illustration of main character, Junior, holding a basketball and looking over his shoulder

The Absolutely True Diary of a Part-Time Indian

by Sherman Alexie

Start Free Trial

What does Gordy mean by "Life is a constant struggle between being an individual and a member of the community" in The Absolutely True Diary of a Part-Time Indian? Is this true for Junior and Gordy?

Expert Answers

An illustration of the letter 'A' in a speech bubbles

In this answer, I'll address the statement from Gordy's point of view.

Gordy is right in that life is a struggle between being an individual and a member of the community. In the book, Gordy is Junior's best friend at Reardan High School. Like Junior, Gordy is also a marginalized member of his community. His classmates think that he is "weird" because he loves intellectual discussions and enjoys reading what most teenagers would consider esoteric material.

In the book, Gordy is a white American teenager who is a self-described "Anglophile," or "someone who loves Mother England." He reads Tolstoy and uses words like "tautologies." Gordy is likely the only teenager who knows exactly how many books there are in the Reardan High School library: three thousand four hundred and twelve. This is because he has counted them. He teaches Junior that "really good books" should give one a "metaphorical boner."

Gordy loves books because he prizes the knowledge he gains from them. Because of his predilections, he is marginalized by his peers and teachers. So, it's as much a struggle for Gordy as it is for Junior to fit into the community and yet retain some semblance of his individuality. Gordy must weigh his very human desire to be liked with his competing aspiration to be an intellectual who treasures knowledge.

In the story, Gordy stands up for Junior when the latter contradicts Mr. Dodge, the science teacher. In doing so, Gordy makes himself unpopular with the teacher and perhaps, even the larger school community at Reardan. His reputation for being a nerd becomes solidified. Later, when Gordy becomes Junior's best friend, his social status at Reardan becomes even more tenuous. Both Gordy and Junior become outcasts, equally "lonely and sad and isolated and terrified."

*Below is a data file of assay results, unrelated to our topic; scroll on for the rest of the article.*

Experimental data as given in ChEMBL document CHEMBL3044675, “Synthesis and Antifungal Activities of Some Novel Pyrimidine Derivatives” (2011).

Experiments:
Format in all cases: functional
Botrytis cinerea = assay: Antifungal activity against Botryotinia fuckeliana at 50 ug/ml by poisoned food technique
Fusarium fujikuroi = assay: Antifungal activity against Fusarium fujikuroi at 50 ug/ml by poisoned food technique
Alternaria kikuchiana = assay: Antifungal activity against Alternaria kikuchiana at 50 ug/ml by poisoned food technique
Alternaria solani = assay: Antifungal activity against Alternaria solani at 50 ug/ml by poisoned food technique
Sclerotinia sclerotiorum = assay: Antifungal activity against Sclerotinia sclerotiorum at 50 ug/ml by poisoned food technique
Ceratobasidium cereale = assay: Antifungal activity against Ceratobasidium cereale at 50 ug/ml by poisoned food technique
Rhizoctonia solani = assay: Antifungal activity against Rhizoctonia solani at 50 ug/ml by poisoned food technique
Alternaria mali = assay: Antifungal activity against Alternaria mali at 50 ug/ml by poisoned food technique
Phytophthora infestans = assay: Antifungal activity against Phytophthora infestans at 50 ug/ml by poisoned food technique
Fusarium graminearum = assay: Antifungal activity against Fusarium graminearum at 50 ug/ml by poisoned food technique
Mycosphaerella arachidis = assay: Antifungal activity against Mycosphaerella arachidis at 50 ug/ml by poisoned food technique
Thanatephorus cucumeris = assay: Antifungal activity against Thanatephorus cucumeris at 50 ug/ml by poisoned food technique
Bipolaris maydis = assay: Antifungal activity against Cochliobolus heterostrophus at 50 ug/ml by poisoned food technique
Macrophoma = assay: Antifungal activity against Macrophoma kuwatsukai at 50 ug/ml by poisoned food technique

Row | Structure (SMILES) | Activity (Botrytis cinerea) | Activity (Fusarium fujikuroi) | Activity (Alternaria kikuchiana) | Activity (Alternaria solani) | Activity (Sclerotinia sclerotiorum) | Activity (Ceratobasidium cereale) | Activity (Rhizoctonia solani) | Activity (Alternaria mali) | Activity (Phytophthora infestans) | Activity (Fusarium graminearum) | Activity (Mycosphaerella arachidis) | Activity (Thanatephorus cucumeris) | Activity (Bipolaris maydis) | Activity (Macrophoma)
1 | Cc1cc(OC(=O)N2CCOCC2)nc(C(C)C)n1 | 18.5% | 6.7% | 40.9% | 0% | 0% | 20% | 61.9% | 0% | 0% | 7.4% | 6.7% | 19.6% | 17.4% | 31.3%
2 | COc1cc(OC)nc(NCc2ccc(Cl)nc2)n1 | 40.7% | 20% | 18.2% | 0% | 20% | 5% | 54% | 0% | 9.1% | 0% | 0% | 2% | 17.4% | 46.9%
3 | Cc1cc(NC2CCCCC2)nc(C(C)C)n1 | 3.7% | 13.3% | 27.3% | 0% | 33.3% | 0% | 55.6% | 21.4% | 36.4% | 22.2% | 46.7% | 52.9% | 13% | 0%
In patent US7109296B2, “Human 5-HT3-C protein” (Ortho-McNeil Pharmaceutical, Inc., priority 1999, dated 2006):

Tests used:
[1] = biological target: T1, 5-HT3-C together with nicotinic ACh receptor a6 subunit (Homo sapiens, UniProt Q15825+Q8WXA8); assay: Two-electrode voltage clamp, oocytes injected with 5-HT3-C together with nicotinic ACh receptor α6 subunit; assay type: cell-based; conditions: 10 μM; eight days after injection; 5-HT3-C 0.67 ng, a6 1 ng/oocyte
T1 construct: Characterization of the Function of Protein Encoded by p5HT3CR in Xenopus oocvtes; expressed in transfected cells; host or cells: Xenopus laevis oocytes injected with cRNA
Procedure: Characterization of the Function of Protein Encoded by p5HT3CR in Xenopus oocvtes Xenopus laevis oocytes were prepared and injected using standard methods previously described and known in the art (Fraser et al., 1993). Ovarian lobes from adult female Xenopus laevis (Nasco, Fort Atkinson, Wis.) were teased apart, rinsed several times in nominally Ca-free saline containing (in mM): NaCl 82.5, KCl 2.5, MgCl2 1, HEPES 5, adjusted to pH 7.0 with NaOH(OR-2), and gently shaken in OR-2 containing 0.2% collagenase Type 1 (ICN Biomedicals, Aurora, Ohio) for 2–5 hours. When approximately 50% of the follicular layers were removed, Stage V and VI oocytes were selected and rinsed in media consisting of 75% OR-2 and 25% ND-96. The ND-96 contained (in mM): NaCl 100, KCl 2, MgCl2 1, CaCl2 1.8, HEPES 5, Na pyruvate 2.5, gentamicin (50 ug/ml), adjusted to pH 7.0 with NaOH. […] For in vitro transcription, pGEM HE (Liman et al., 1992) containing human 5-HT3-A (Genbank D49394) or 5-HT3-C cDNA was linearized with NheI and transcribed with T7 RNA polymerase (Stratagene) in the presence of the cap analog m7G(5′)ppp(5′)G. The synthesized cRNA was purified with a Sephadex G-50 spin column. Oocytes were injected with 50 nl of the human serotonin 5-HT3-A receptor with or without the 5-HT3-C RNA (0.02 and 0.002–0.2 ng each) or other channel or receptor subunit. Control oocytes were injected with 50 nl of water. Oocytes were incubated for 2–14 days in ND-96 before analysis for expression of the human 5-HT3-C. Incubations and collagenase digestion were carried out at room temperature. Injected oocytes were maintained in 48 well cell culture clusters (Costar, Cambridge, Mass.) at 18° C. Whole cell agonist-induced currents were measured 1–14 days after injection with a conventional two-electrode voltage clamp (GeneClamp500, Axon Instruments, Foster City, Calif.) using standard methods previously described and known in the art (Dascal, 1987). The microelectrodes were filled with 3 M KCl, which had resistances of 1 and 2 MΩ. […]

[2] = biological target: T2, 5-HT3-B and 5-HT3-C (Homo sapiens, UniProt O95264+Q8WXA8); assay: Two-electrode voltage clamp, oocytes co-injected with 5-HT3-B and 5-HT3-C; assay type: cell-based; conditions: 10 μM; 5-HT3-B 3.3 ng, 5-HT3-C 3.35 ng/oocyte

Junior is a native American teenager who decides to attend a white school, rather than a reservation school. His bid to be successful in life is considered a betrayal by many of his own people. Meanwhile, Gordy is a white American "farm boy" who decides to explore knowledge apart from what is taught in the classroom, and he also befriends a Native American teenager. Both treasure their individuality and their right to decide who they will be in life. Yet, the desire to be liked, accepted, and welcomed by the larger community is a strong one. So, Gordy is right in that "Life is a constant struggle between being an individual and a member of the community."

Approved by eNotes Editorial
An illustration of the letter 'A' in a speech bubbles

The truth of this statement is shown in the struggles that Junior faces as he tries to work out who he is and what kind of future he wants to have. The statement means that all of us face a conflict between doing what we want to do with our lives without regard for anybody else, or doing what other people would have us to: family, friends and our ethnic group. Of course, for Junior, this struggle is made extreme because of the way that he faces such problems for wanting to seek a better life outside of the reservation where all of his family and tribe are based and live their lives. He certainly does not have it easy, and even when he does make the decision to go to the school outside of the reservation where he can receive a better education, he still encounters massive problems as a result, as his first day at his new school shows:

They stared at me, the Indian boy with the black eye and swollen nose, my going-away gifts from Rowdy. Those white kids couldn't believe their eyes. They stared at me like I was Bigfoot or a UFO.

Junior struggles to fit in, and his decision to prize the individual over the community only accentuates this problem. This quote therefore is very true for Junior as it encapsulates the dilemma he faces: either to follow what everybody else would have him do and settle for a life in the reservation, or do what he wants to do and try and achieve a better life.

See eNotes Ad-Free

Start your 48-hour free trial to get access to more than 30,000 additional guides and more than 350,000 Homework Help questions answered by our experts.

Get 48 Hours Free Access
Approved by eNotes Editorial